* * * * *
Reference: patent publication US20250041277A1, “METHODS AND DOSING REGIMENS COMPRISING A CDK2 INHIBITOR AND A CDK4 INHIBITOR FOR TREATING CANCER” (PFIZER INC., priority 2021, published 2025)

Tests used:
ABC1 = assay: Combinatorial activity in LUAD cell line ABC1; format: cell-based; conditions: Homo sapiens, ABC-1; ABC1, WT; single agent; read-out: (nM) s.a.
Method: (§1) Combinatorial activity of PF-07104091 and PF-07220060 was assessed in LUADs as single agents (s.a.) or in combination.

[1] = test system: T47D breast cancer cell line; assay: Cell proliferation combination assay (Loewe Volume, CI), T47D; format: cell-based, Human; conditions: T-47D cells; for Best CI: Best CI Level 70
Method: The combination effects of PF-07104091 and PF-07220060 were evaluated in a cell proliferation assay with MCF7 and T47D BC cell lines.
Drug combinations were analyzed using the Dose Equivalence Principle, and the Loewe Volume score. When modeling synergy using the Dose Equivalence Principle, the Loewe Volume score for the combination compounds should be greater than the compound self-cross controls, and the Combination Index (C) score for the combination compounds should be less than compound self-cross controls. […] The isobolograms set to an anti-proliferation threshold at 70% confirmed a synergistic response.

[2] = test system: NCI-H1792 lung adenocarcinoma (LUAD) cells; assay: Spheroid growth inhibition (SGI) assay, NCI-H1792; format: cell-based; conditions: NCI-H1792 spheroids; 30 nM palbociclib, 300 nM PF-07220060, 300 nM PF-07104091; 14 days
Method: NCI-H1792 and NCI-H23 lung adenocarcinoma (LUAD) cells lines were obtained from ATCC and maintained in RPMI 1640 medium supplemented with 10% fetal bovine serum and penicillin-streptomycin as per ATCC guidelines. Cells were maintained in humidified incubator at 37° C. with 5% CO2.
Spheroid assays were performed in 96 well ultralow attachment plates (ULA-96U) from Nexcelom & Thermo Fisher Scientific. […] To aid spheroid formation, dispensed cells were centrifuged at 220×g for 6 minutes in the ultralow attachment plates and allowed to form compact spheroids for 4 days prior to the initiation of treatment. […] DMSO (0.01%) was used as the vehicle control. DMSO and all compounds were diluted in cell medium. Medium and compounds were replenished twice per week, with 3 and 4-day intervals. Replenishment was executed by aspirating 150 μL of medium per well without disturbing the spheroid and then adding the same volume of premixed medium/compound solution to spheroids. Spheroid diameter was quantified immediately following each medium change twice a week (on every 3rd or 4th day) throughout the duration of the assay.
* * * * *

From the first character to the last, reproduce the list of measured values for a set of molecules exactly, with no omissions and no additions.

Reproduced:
Reference: patent publication US20250041277A1, “METHODS AND DOSING REGIMENS COMPRISING A CDK2 INHIBITOR AND A CDK4 INHIBITOR FOR TREATING CANCER” (PFIZER INC., priority 2021, published 2025)

Tests used:
ABC1 = assay: Combinatorial activity in LUAD cell line ABC1; format: cell-based; conditions: Homo sapiens, ABC-1; ABC1, WT; single agent; read-out: (nM) s.a.
Method: (§1) Combinatorial activity of PF-07104091 and PF-07220060 was assessed in LUADs as single agents (s.a.) or in combination.

[1] = test system: T47D breast cancer cell line; assay: Cell proliferation combination assay (Loewe Volume, CI), T47D; format: cell-based, Human; conditions: T-47D cells; for Best CI: Best CI Level 70
Method: The combination effects of PF-07104091 and PF-07220060 were evaluated in a cell proliferation assay with MCF7 and T47D BC cell lines.
Drug combinations were analyzed using the Dose Equivalence Principle, and the Loewe Volume score. When modeling synergy using the Dose Equivalence Principle, the Loewe Volume score for the combination compounds should be greater than the compound self-cross controls, and the Combination Index (C) score for the combination compounds should be less than compound self-cross controls. […] The isobolograms set to an anti-proliferation threshold at 70% confirmed a synergistic response.

[2] = test system: NCI-H1792 lung adenocarcinoma (LUAD) cells; assay: Spheroid growth inhibition (SGI) assay, NCI-H1792; format: cell-based; conditions: NCI-H1792 spheroids; 30 nM palbociclib, 300 nM PF-07220060, 300 nM PF-07104091; 14 days
Method: NCI-H1792 and NCI-H23 lung adenocarcinoma (LUAD) cells lines were obtained from ATCC and maintained in RPMI 1640 medium supplemented with 10% fetal bovine serum and penicillin-streptomycin as per ATCC guidelines. Cells were maintained in humidified incubator at 37° C. with 5% CO2.
Spheroid assays were performed in 96 well ultralow attachment plates (ULA-96U) from Nexcelom & Thermo Fisher Scientific. […] To aid spheroid formation, dispensed cells were centrifuged at 220×g for 6 minutes in the ultralow attachment plates and allowed to form compact spheroids for 4 days prior to the initiation of treatment. […] DMSO (0.01%) was used as the vehicle control. DMSO and all compounds were diluted in cell medium. Medium and compounds were replenished twice per week, with 3 and 4-day intervals. Replenishment was executed by aspirating 150 μL of medium per well without disturbing the spheroid and then adding the same volume of premixed medium/compound solution to spheroids. Spheroid diameter was quantified immediately following each medium change twice a week (on every 3rd or 4th day) throughout the duration of the assay.